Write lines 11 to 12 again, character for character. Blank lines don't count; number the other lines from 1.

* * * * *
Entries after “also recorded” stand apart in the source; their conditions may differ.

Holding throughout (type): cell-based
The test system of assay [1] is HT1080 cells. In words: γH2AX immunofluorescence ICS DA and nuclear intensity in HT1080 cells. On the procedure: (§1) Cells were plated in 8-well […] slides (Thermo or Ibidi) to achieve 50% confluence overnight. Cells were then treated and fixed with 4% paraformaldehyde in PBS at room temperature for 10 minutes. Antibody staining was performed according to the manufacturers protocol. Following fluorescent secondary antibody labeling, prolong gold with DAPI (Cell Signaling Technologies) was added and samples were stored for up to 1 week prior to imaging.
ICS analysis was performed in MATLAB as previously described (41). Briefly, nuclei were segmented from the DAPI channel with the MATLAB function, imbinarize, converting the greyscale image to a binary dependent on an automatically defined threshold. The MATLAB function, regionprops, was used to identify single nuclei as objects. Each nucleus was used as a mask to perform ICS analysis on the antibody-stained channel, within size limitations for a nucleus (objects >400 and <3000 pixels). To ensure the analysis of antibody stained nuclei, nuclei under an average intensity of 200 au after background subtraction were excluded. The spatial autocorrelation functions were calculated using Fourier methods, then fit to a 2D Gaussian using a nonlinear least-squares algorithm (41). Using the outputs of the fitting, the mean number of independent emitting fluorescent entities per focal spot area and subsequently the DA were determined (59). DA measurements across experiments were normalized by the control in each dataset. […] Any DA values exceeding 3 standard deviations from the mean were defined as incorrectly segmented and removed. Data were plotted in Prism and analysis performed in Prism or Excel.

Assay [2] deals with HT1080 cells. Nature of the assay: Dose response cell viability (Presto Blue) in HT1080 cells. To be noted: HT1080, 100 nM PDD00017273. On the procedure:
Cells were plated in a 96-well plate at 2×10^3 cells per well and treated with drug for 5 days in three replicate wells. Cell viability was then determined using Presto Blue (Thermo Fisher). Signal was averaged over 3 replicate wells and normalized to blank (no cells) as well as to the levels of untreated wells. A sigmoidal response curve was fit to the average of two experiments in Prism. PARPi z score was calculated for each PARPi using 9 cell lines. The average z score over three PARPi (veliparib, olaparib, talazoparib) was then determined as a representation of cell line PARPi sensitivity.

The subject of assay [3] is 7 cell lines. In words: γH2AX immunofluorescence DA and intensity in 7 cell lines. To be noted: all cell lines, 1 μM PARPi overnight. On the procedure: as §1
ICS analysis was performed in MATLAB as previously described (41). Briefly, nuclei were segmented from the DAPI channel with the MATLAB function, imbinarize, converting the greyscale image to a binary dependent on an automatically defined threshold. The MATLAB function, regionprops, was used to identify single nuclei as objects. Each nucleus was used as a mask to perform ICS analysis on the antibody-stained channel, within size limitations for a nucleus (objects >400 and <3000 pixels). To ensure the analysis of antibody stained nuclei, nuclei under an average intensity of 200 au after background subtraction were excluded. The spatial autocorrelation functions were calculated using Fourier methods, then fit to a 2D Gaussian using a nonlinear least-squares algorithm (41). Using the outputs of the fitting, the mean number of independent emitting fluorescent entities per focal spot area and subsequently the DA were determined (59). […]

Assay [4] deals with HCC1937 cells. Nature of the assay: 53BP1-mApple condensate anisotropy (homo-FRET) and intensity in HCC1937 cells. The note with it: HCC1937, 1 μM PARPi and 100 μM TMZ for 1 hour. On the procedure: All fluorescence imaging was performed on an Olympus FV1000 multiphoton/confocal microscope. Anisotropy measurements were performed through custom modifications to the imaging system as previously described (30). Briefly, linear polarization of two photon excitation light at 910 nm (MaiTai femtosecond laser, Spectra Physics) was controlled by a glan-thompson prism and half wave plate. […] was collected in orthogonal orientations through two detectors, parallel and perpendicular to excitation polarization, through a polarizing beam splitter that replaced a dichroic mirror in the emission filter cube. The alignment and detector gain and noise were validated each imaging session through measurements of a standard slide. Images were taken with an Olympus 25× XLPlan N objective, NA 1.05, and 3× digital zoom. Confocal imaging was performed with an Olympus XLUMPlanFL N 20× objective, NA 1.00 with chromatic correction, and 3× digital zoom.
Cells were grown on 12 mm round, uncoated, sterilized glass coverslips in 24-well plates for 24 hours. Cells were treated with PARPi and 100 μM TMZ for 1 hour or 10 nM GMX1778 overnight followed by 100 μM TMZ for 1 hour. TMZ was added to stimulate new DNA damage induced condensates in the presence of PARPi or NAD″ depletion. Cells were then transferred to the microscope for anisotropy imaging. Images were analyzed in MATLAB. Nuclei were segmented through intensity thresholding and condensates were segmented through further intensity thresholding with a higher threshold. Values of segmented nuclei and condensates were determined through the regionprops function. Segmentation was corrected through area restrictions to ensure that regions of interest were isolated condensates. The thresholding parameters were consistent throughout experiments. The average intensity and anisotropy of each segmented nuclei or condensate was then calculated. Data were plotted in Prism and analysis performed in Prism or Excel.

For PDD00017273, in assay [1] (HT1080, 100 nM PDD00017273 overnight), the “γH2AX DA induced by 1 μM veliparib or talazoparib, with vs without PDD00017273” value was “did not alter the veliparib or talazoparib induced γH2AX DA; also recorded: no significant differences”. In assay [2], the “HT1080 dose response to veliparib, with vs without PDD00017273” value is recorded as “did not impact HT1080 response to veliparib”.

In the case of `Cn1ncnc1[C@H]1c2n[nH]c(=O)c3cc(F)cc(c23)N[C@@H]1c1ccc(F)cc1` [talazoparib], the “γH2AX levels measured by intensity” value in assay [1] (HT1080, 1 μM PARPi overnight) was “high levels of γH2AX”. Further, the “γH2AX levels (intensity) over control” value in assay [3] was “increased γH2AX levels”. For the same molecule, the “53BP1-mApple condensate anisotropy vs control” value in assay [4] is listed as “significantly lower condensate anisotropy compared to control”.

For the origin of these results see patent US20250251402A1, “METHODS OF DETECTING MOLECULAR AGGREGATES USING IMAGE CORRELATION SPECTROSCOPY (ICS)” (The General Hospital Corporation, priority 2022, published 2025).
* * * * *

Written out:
For PDD00017273, in assay [1] (HT1080, 100 nM PDD00017273 overnight), the “γH2AX DA induced by 1 μM veliparib or talazoparib, with vs without PDD00017273” value was “did not alter the veliparib or talazoparib induced γH2AX DA; also recorded: no significant differences”. In assay [2], the “HT1080 dose response to veliparib, with vs without PDD00017273” value is recorded as “did not impact HT1080 response to veliparib”.

In the case of `Cn1ncnc1[C@H]1c2n[nH]c(=O)c3cc(F)cc(c23)N[C@@H]1c1ccc(F)cc1` [talazoparib], the “γH2AX levels measured by intensity” value in assay [1] (HT1080, 1 μM PARPi overnight) was “high levels of γH2AX”. Further, the “γH2AX levels (intensity) over control” value in assay [3] was “increased γH2AX levels”. For the same molecule, the “53BP1-mApple condensate anisotropy vs control” value in assay [4] is listed as “significantly lower condensate anisotropy compared to control”.